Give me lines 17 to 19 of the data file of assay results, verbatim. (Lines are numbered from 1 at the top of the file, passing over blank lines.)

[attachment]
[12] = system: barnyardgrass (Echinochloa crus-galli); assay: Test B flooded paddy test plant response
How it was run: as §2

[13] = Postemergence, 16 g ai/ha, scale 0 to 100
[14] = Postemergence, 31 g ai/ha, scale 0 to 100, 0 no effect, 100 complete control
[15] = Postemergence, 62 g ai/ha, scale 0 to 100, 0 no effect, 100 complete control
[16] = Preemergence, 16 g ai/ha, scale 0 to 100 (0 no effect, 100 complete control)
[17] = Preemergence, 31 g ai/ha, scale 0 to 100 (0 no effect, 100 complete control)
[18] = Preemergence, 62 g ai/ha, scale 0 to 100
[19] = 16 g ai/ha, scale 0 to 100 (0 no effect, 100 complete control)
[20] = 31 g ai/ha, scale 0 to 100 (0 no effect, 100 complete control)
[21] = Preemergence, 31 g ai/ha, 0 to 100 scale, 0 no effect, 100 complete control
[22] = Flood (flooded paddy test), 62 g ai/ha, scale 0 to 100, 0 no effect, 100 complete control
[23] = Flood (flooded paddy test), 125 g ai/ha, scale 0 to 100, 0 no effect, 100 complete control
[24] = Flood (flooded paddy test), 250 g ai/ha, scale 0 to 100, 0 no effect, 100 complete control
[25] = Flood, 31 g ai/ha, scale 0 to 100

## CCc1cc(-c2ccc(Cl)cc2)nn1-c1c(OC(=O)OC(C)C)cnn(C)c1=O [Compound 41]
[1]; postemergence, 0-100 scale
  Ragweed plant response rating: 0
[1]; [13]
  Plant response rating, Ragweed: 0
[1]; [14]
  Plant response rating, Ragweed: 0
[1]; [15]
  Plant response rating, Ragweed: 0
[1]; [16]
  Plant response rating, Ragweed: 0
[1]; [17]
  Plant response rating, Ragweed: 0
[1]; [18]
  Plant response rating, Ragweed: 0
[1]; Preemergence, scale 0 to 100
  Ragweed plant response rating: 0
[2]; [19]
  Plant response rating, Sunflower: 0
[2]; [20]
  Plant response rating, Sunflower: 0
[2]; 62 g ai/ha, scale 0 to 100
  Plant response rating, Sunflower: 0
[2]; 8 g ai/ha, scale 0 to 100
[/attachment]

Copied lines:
[1]; postemergence, 0-100 scale
  Ragweed plant response rating: 0
[1]; [13]